menopausemum I think parents naively believe that Ofsted regulations provide some measure of quality and that failing nurseries will be penalised in some way when this is actually far from the case. I don't know how many nurseries they take action against but I suspect given the very woolly regulations I doubt it is very many. As you say any half intelligent nursery owner can convince Ofsted they are doing things in line with the regs and given the amount of warning Ofsted give before visits you'd expect their paperwork to be in order.
just to point out nurseries don't get any warning prior to inspection. I agree that Ofsted seem to let poor nurseries amount huge numbers of complaints.
Ihave worked in nurseries and there have been good and bad ofsted means nothing. I have done temp work in nurseries and reported a couple and refused to go back.
Ofsted did not follow up my complaint.
Ofsted followed up my complaint when I reported the nursery where I work for several things.
The manager changed things pretty quickly.
Also, settings do not get any prior warning of visits.
menaupausmum, we get zero warning from Ofsted about inspections. This makes me think that your claims a few posts above are lies. Again, I urge you to keep your unfounded nonsense from the ears of sensitive parents.
You really are being very defensive. If you read my previous posts you will see that I have not said that nurseries get warning that Ofsted is coming. I object to being called a liar, particularly for something I have not said. My point is that whilst the good nurseries work well above minimum standards, the bad ones get away with horrendous practice and Ofsted can do little about it if the legal requirements are not being breached. If parents have 'sensitive ears' then that is to their credit - they should check carefully that the nursery they choose will deliver the care they are paying for.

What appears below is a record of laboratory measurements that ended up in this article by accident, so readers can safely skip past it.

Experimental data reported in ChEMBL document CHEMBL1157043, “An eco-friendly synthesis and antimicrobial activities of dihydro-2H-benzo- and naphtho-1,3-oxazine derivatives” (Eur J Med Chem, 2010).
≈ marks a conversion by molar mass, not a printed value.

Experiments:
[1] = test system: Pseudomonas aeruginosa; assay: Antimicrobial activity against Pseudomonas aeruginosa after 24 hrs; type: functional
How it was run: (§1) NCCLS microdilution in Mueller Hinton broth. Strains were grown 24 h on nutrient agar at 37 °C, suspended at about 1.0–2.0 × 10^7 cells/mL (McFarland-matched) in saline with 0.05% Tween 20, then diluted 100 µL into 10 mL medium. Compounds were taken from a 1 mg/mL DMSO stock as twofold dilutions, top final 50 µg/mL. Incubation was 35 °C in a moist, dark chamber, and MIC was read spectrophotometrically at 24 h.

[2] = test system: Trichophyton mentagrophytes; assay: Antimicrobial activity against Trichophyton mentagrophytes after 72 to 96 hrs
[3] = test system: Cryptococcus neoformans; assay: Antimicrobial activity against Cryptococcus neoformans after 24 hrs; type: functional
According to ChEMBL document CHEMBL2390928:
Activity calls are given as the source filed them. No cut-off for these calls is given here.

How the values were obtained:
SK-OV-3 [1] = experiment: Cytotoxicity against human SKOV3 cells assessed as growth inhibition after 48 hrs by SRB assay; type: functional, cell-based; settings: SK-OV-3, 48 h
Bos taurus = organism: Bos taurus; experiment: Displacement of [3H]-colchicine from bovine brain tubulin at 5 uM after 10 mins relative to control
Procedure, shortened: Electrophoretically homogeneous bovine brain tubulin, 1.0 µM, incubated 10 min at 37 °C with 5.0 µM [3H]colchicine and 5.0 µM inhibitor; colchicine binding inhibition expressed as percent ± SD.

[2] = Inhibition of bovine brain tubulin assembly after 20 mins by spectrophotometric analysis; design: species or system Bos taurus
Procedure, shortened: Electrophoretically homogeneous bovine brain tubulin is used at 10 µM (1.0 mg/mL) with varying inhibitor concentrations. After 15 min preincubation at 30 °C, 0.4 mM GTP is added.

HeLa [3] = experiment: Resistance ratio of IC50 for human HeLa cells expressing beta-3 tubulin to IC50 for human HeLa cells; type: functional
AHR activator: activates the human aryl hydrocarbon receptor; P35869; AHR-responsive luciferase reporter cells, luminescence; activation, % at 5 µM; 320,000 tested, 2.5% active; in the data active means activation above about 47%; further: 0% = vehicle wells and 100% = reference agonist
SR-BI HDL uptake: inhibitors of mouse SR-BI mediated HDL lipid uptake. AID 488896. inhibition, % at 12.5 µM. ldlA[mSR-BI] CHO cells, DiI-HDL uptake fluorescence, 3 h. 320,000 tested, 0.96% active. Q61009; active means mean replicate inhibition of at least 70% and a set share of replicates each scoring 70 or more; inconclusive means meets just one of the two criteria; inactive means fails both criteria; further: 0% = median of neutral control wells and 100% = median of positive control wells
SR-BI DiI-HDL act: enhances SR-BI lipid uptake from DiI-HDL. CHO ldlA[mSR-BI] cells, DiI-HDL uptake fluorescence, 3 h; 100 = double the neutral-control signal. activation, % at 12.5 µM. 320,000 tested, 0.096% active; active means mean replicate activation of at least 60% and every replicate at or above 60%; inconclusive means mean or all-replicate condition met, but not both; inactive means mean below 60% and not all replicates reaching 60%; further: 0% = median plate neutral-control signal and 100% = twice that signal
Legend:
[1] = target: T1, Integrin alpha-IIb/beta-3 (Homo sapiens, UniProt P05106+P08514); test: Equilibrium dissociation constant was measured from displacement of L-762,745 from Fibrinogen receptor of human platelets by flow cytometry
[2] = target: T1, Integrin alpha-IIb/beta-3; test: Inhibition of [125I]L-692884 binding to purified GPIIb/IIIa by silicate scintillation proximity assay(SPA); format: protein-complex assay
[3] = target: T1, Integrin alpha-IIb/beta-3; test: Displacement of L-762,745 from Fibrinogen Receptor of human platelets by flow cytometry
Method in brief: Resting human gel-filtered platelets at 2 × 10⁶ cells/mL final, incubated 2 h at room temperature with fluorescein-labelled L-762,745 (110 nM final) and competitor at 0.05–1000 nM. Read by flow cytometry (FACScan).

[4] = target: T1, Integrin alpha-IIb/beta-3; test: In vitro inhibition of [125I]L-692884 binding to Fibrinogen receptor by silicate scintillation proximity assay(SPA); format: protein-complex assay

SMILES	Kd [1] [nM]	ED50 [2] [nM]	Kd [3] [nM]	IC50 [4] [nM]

If you read the E.Y.F.S. carefully you will see that whilst it often states that early years settings 'should' do something, unless it says 'must' then this is not enforceable and is left up to the owners/managers to choose their own practice. Having worked as an early years teacher, then trainer, then advisor and currently assessing E.Y.P.S. students, plus having a first and second degree in the subject I think my opinion is likely to be as valid as yours.
I think as ofsted come once a year its pretty easy to guess roughly when they are comming.
Why should menopause keep her opinions to herself? Thats the idea of mumsnet we are not supposed to agree.
To call somebody a liar is very uncalled for, when you did not bother to read the post properly.
Ofsted come anytime from 1 - 4years based on last inspection and at any other time if complaint made (although depends on the nature of the complaint - sometimes they call to discuss ), although i agree you can work out roughly when they are likely to be there. We were due around June and they turned up in Sept.
Inspections are not frequent enough I agree. Our last one was for 3 hours and thats its for 4 years. Back in the good old days of social services we had yearly inspections but we knew when they were coming, but the inspecting officers were the same each year and got to know the nurseries well.